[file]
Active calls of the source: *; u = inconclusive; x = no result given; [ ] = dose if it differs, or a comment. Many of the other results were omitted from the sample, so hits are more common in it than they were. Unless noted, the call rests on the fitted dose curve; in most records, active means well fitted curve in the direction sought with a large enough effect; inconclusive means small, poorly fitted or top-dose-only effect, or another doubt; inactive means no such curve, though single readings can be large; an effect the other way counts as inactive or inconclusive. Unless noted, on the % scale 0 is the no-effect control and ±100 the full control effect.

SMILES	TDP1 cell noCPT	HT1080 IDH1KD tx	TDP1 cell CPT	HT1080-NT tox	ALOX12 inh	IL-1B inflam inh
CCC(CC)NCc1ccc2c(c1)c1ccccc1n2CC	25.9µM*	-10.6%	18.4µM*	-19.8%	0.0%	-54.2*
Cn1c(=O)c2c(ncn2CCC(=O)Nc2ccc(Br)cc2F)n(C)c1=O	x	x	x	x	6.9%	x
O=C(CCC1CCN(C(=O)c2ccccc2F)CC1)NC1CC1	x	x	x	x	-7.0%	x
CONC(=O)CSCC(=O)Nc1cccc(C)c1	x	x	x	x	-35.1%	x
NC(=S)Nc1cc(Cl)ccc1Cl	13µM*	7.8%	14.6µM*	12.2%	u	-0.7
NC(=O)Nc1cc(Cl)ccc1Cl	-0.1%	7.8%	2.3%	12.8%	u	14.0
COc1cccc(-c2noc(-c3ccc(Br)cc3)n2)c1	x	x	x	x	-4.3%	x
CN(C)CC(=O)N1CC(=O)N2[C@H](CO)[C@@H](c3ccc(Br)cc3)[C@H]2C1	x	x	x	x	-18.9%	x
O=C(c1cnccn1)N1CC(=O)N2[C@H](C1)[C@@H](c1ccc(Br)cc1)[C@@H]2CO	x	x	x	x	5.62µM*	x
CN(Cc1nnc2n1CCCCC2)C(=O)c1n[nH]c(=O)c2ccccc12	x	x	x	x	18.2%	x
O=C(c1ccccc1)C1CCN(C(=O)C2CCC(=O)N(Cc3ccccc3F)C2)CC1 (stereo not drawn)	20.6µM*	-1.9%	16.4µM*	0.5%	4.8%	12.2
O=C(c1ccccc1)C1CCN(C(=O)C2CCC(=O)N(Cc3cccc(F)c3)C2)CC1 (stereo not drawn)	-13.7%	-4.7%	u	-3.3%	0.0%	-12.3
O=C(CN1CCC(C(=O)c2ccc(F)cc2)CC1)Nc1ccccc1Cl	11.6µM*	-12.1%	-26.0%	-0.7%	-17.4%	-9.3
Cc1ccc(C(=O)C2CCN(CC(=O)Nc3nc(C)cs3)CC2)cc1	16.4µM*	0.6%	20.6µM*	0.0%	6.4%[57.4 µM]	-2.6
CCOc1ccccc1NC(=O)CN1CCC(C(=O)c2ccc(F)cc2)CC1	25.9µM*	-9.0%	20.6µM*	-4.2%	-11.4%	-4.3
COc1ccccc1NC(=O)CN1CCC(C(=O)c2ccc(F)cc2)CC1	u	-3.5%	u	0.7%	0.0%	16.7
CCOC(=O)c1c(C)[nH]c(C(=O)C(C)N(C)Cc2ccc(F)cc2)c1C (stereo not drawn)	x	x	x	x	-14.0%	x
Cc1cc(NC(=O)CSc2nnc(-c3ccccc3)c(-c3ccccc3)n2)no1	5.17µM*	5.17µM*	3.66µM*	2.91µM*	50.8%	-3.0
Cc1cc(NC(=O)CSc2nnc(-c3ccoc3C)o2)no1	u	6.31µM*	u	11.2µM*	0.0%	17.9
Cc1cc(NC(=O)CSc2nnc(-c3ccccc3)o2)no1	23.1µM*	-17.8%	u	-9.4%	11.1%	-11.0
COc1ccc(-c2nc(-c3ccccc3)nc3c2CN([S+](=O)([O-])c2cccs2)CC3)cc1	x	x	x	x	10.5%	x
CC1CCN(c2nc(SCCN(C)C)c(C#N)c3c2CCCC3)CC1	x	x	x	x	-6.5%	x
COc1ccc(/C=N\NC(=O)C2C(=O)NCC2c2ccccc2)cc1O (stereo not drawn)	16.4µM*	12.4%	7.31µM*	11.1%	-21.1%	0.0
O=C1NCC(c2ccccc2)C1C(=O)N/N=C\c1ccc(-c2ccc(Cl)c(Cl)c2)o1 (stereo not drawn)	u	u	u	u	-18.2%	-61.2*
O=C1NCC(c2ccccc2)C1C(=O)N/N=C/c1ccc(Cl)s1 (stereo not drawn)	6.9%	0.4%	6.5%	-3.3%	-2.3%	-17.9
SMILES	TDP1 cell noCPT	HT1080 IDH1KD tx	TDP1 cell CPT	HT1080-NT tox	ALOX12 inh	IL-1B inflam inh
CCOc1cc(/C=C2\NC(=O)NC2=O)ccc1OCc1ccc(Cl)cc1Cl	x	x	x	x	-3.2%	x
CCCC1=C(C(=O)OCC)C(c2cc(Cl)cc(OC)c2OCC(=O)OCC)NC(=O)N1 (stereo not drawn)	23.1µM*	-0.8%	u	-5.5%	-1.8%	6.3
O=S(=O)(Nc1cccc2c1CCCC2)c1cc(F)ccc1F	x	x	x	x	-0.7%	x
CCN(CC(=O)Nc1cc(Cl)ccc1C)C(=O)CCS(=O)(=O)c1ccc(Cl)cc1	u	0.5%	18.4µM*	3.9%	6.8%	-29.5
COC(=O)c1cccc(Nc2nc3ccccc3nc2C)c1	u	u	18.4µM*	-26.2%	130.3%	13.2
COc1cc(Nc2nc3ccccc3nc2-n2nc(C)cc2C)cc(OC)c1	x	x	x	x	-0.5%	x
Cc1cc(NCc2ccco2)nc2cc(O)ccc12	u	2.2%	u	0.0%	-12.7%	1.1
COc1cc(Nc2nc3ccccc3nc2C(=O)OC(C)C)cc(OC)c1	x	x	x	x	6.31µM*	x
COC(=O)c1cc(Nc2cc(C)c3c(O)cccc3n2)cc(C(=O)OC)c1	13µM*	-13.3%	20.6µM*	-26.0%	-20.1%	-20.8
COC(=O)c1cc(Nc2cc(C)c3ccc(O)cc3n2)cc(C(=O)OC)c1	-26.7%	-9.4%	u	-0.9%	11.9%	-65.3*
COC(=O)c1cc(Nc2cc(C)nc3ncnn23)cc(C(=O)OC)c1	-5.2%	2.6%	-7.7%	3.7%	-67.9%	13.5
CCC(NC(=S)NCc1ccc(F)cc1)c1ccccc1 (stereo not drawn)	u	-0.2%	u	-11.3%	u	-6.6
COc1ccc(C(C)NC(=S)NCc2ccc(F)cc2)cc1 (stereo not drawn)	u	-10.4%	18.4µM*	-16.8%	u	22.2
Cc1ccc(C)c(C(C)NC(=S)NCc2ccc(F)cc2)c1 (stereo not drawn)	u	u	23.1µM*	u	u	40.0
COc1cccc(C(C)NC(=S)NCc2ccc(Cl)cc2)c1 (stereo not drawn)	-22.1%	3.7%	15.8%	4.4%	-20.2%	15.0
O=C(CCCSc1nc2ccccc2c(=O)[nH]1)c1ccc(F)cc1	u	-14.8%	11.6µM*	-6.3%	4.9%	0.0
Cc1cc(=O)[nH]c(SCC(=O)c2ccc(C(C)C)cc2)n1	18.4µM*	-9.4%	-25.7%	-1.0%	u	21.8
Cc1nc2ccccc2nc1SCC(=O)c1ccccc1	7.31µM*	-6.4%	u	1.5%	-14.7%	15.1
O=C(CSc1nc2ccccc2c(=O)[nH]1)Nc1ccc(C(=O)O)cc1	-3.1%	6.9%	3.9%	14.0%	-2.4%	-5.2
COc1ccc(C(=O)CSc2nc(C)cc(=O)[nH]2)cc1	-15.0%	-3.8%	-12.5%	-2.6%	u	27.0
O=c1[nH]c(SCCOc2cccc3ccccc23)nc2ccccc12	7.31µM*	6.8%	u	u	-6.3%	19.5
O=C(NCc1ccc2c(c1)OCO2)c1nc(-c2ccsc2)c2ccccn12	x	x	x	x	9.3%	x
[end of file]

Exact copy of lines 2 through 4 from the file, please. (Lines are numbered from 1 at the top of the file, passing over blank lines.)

SMILES	TDP1 cell noCPT	HT1080 IDH1KD tx	TDP1 cell CPT	HT1080-NT tox	ALOX12 inh	IL-1B inflam inh
CCC(CC)NCc1ccc2c(c1)c1ccccc1n2CC	25.9µM*	-10.6%	18.4µM*	-19.8%	0.0%	-54.2*
Cn1c(=O)c2c(ncn2CCC(=O)Nc2ccc(Br)cc2F)n(C)c1=O	x	x	x	x	6.9%	x